Torture is a loaded word. It conjures images in a readers' mind of any number of horrors, physical and mental. Many writers rely on this reaction and use pathos in their articles to illicit a strong response in their audience. Pathos is an emotional appeal used to gain sympathy and trust from the audience and works for people of all intellectual levels. It often casts the author or characters in a story as an Everyman, easy to identify, and therefore see eye to eye, with. In my opinion, the more an author is able to create a personal connection to torture, the stronger their argument becomes. Strong emotions create a more appealing argument for an everyday audience.
Michael Levin's “The Case for Torture” uses a few moments of pathos to convince the audience of the potential benefit of torture. He poses several scenarios of terrorists planning attacks on large numbers of innocent people and then asks, “If the only way to save those lives is to subject the terrorist to the most excruciating possible pain, what grounds can there be for not doing so?” Even if you don't agree with him, he urges the reader to “face the question with an open mind.” By doing this, Levin uses pathos as well as ethos to present himself as a nice guy who's not unreasonable. Though his argument is different from Levin's, Andrew Sullivan tries a similar approach in his article, “Bush's torturers follow where the Nazis led”. The article demonstrates a clear use of pathos from the beginning. Sullivan begins with some personal information about himself, showing that is is one of the regular people. His imagery is subtle but powerful. By implying that the government's behavior is in some way akin to the Nazis, he conjures up a powerful imagine in the readers mind. By using loaded words like Nazi and terrorist the audience is prone to fear and loathing. Henry Porter's “America's Dirty Torture Secret” evokes a reaction the same way. He talks about prisoners being packaged and rendered, two terms that allude to meat packaging. Pathos relies on this kind of unconscious word recognition in the reader to heighten awareness and sensitivity.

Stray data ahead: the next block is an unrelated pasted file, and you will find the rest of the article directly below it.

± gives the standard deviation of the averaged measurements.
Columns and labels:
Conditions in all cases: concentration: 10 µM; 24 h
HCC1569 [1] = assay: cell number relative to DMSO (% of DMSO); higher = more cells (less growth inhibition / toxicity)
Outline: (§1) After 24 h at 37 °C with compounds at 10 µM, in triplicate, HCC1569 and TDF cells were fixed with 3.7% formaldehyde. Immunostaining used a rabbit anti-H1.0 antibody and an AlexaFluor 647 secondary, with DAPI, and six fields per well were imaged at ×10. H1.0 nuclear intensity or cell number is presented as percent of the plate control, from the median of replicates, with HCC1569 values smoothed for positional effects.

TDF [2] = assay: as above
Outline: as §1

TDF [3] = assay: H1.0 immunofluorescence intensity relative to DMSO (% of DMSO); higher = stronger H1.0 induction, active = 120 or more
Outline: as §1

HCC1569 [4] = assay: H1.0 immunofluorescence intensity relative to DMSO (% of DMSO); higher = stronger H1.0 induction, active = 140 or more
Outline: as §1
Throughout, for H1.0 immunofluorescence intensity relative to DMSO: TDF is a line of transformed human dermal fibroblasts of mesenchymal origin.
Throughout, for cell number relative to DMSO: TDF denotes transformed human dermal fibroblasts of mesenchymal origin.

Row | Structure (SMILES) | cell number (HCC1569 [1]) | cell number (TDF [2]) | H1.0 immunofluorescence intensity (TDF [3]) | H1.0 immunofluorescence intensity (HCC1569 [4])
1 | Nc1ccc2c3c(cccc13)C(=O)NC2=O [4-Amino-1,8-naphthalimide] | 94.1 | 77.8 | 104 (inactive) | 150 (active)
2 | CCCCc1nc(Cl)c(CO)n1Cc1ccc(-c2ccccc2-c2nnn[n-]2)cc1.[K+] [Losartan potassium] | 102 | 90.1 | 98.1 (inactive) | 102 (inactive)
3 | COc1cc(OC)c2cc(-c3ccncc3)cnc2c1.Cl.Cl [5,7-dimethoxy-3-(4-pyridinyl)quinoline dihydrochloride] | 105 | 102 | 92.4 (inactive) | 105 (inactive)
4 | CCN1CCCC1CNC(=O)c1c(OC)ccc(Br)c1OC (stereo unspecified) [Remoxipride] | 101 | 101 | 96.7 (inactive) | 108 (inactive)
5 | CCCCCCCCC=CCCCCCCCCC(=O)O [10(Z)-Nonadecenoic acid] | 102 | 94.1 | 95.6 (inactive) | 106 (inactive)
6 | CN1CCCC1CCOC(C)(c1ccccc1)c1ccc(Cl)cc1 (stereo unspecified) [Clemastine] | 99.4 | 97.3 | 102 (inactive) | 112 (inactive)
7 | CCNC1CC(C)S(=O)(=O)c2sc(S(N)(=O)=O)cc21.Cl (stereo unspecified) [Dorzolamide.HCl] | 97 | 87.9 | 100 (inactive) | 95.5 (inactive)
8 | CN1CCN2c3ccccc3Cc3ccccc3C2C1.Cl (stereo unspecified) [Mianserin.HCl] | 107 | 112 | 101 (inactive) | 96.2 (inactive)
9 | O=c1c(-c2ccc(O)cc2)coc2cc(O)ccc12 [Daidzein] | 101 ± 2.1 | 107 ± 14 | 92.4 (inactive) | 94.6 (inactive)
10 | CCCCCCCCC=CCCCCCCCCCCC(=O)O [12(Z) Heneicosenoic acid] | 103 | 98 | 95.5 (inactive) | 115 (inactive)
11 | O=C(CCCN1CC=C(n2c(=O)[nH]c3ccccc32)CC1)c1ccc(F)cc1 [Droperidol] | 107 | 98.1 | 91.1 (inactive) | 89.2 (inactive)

I think these articles are good but they lack true kick-in-the-guts emotional power. They talk about torture in the abstract, as something that happens to other people, a “what if?” situation. They difficult to relate to for an audience that is uninformed or undereducated about a topic.
“The Ones Who Walk Away from Omelas”, meanwhile, is ripe with the necessary emotional pull. This is accomplished in part through its genre: it is a fictional short story, not a news or journal article. Ursula Le Guin begins her story by painting an elaborate pictures of an almost surreal, perfect place. Suddenly, however, the story becomes sinister – all of the beauty what we've seen is dependent on the continued torture of one small child. Everyone in town knows about this torture but no one is willing to do anything to stop it knowing that everything they have...